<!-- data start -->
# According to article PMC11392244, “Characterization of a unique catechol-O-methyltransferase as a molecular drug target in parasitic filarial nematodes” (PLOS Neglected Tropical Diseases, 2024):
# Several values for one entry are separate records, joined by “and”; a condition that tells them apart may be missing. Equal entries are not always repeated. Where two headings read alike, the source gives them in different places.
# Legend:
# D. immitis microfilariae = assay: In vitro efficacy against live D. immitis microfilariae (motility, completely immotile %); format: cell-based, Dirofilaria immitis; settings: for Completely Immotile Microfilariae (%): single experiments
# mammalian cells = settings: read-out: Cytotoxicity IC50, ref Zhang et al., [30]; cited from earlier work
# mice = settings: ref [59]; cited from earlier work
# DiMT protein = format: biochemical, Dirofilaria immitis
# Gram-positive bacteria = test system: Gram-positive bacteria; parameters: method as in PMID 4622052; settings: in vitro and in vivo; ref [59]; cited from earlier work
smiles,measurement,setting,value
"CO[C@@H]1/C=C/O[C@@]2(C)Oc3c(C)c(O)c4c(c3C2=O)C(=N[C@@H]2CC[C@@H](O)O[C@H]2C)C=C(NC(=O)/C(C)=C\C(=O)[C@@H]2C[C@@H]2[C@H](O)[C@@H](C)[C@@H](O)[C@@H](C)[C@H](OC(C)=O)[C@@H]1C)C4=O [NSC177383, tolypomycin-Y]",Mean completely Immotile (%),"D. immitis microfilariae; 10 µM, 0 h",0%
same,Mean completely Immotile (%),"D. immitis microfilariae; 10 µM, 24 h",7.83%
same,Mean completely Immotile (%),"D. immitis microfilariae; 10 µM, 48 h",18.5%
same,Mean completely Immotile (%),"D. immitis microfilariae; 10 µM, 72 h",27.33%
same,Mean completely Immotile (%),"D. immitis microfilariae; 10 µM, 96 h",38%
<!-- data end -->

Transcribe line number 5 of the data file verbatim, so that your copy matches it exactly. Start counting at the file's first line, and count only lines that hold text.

# mammalian cells = settings: read-out: Cytotoxicity IC50, ref Zhang et al., [30]; cited from earlier work